An examination of instructional effectiveness in higher education using multiple outcome measures.

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Wilson, Mark
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Middle Tennessee State University
This study develops a technique of evaluating teaching effectiveness in higher education using two outcomes measures. The first measure, an instructor's score on the student evaluation of the teacher (SET), is considered to be the traditional measure of teaching effectiveness. The second measure, a comprehensive exam, estimates the cognitive performance of each teacher's students. These measures are merged to create a composite index, and this index is used to measure teaching effectiveness.
It is maintained that accurate performance measurement facilitates labor allocation and motivation schemes. Traditional faculty performance evaluation may elicit unfavorable economic consequences due to perverse incentive effects on teaching behavior such as moral hazard and grade inflation. A broader measure of teaching effectiveness may lessen some of the perverse incentives of the traditional system.
The first step to create the composite index is the estimation of educational production functions for the SET and the outcomes exam. The estimation uses both panel data and Seemingly Unrelated Regressions (SUR) models. Second, a predicted score is estimated for all instructors using the sample average values of the right-hand side variables. Third, the predicted score is compared with the actual score to identify exceptional performers. Finally, the measures are weighted to develop a composite score for each instructor.
The data for this study were collected from a survey administered to students, a comprehensive exam, and administrative records. The data were collected at a large, comprehensive university in the Fall semester of 1996. The population of approximately 700 students came from 24 classes of introductory economics taught by twelve instructors.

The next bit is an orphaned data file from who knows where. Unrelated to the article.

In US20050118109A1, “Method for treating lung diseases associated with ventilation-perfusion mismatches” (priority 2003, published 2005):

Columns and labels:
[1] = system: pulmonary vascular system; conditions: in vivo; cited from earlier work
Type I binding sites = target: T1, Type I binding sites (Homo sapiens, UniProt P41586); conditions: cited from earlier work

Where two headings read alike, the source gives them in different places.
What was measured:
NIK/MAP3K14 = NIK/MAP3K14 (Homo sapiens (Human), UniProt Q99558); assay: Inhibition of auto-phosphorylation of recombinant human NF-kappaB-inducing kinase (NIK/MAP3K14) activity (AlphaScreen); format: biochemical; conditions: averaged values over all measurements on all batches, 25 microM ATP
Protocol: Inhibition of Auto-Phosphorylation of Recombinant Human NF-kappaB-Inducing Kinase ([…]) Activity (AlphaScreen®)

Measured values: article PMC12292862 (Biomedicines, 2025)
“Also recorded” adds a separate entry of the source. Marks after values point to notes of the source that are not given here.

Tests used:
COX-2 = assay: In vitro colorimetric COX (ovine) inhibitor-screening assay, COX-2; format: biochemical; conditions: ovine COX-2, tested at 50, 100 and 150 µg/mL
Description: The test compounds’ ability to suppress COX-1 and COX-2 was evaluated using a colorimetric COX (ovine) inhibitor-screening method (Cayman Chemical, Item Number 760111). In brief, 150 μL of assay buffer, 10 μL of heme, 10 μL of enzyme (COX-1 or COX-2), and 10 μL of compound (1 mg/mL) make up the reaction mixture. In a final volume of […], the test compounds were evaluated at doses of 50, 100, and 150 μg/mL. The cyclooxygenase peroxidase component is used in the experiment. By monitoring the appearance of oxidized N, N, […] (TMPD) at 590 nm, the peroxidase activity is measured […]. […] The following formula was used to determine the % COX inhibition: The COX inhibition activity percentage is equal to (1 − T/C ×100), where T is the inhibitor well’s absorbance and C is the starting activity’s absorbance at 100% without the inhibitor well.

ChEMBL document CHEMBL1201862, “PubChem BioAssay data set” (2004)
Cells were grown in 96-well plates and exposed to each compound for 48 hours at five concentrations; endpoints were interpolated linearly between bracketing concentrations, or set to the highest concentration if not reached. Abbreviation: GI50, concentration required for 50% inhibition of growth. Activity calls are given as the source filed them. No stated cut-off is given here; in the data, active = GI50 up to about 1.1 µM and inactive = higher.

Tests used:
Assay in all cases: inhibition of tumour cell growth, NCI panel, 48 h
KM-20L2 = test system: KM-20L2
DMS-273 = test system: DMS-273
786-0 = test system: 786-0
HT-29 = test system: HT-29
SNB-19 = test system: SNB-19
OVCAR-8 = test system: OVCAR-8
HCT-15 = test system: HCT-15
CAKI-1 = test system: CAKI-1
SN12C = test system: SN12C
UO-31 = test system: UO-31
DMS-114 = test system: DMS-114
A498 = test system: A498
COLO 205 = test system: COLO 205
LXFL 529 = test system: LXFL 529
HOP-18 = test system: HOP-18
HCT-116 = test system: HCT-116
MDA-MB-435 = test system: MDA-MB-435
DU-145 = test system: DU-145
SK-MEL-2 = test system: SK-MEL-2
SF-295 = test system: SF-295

Under the panel data technique, it was found that student evaluations of the teacher are influenced by a student's expected grade, choice of section, native language of the instructor, academic major, and student aptitude. Cognitive learning is influenced by student aptitude, grade point average, age, and male gender. Using the SUR estimation method, several variables were added to each learning equation. For the SET estimation, the large class variable had a negative coefficient, whereas the instructor's years of service has a positive coefficient. For the exam equation, high school economics was significant with a negative coefficient and the instructor's terminal degree entered the equation with a positive coefficient, but the male and age variables were insignificant.
The composite index re-orders the measurement of faculty performance. It was observed that some outstanding performers were overlooked by the traditional measurement technique. Some exceptional performers by the traditional technique were deemed to be average performers by the adjusted measure. The study also found evidence of grade inflation.